..The Intuitive Times



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We are only beginning to have a glimpse of what an infinite universe looks like. These are not stars, they are GALAXIES. (Editor's note)

Hubble's deepest-ever view of the Universe shows a myriad of galaxies and stretches back to the beginning of time.

Several hundred never before seen galaxies are visible in this "deepest-ever" view of the universe, called the Hubble Deep Field (HDF), made with NASA's Hubble Space Telescope. Besides the classical spiral and elliptical shaped galaxies, there is a bewildering variety of other galaxy shapes and colors that are important clues to understanding the evolution of the universe. Some of the galaxies may have formed less that one billion years after the Big Bang.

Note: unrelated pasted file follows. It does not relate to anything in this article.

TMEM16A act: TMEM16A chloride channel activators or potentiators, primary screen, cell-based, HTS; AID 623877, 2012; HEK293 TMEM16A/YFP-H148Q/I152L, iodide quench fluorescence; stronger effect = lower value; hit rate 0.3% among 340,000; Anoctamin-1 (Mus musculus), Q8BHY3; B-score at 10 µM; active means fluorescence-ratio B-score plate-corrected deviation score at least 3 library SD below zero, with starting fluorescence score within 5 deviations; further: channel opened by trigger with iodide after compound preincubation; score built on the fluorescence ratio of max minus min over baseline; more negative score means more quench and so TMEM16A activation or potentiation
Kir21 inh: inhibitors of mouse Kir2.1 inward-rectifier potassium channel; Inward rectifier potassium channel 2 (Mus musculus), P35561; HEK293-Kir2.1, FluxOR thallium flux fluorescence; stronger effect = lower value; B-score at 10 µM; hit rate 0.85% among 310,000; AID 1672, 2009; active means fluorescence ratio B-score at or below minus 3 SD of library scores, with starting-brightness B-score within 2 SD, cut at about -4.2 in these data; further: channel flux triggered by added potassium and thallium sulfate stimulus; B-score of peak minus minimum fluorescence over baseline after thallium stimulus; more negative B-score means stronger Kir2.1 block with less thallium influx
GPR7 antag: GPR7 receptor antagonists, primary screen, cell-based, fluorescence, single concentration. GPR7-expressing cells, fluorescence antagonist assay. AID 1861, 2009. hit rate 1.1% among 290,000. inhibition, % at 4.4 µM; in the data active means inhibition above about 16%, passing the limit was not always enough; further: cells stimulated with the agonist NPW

Representing a narrow "keyhole" view all the way to the visible horizon of the universe, the HDF image covers a speck of sky 1/30th the diameter of the full Moon (about 25% of the entire HDF is shown here). This is so narrow, just a few foreground stars in our Milky Way galaxy are visible and are vastly outnumbered by the menagerie of far more distant galaxies, some nearly as faint as 30th magnitude, or nearly four billion times fainter than the limits of human vision. (The relatively bright object with diffraction spikes just left of center may be a 20th magnitude star.) Though the field is a very small sample of sky area it is considered representative of the typical distribution of galaxies in space because the universe, statistically, looks the same in all directions.

This material was presented to the 187th meeting of the American Astronomical Society in San Antonio, Texas on January 15, 1996. Credit: Robert Williams and the Hubble Deep Field Team (STScI) and NASA

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